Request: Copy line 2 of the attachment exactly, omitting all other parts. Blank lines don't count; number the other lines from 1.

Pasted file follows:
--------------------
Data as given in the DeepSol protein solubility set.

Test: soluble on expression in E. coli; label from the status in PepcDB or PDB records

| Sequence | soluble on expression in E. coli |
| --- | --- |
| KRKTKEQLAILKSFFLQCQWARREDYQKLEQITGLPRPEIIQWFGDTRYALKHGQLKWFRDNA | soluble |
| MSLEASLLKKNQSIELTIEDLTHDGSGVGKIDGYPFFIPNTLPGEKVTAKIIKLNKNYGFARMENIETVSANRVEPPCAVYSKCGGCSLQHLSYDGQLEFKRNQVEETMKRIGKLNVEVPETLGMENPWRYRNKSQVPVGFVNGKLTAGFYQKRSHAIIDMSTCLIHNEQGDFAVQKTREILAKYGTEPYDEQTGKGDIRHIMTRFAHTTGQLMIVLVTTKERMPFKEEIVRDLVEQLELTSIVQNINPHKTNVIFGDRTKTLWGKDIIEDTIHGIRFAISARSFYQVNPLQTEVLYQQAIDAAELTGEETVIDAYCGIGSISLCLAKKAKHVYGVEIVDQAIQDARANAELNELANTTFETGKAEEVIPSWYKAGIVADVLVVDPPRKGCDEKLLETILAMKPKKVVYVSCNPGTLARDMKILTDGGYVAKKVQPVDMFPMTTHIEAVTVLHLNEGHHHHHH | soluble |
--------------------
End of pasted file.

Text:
Test: soluble on expression in E. coli; label from the status in PepcDB or PDB records